6 comments on “Pink Floyd – The Wall

  1. This is, to the best of my memory, the only movie I’ve ever walked out on. I think it was supposed to be portraying and commenting on what an awful person this guy was, and why, but it just felt like wallowing.

    I always remember that, about halfway through the movie, my then-wife and I just turned, looked at each other, and got up and walked out. We didn’t even have to say anything.

    • I’ve only left in the middle of one movie (Kick Ass)…but it wasn’t in a theater so, not as dramatic. The first time I saw this film, I was kinda turned off by it and creeped out. It doesn’t give me any warm fuzzy feelings, but I find it fascinating and strangely beautiful. Have you ever given it another chance?

      • Interesting coincidence, since I’m planning to see Kick-Ass 2 tomorrow. 🙂

        I think sometimes specific movies just hit us, positively or negatively, on a real gut level. I think that’s probably pretty rare, at least for most of us, but it does happen. I’m prepared to defend Moonrise Kingdom as a really good movie, for example, but my feelings about it go beyond anything that could be explained in words. Let the Right One In is another example.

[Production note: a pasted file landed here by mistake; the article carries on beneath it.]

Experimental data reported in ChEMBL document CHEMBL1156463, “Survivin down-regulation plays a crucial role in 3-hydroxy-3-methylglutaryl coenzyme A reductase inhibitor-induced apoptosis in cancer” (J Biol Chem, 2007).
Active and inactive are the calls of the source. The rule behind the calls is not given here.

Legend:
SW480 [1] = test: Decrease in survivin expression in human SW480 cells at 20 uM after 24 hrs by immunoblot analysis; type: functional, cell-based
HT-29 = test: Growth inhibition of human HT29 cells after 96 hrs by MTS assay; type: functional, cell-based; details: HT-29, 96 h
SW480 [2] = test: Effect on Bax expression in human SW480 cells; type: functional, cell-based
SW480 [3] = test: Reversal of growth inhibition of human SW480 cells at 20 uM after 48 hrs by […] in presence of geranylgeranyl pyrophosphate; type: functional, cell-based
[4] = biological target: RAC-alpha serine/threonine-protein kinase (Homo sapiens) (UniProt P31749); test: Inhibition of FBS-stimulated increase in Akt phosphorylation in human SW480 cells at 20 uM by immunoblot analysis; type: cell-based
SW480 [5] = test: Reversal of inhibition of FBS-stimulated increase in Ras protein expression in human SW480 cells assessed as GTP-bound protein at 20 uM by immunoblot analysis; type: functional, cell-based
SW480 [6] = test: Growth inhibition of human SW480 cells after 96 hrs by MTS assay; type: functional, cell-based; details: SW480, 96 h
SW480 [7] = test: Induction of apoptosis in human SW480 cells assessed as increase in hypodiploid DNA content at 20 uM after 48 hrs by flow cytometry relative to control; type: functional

I’ve never tried to see The Wall again. I expect my reaction would be the same, no matter what I thought about it intellectually. But, of course, some decades have passed, so who knows?

        I don’t have really high hopes for KA2, but I did really like the first one. Which I know a lot of people had a negative reaction to (Roger Ebert, for example).

  2. I think it helps to be either a devoted fan of the music of Pink Floyd and Roger Waters, or to be seriously intoxicated when watching “The Wall”. I was the former, and The Wall was maybe the first movie I ever watched on a 70mm print in a THX equipped theatre. That was a mind-blowing experience. Alan Parker was such a great director at the time, the music powerful and entrancing, and even Bob Geldorf’s limited appearance in the film was bearable. As you wrote, the most memorable sequences are Gerald Scarfe’s animations. This is a psychedelic trip that perfectly matches the album’s music, and one of the few examples for a film based on an album where the film is maybe the more definitive version in retrospect. I love that film – and can understand everybody who doesn’t 🙂

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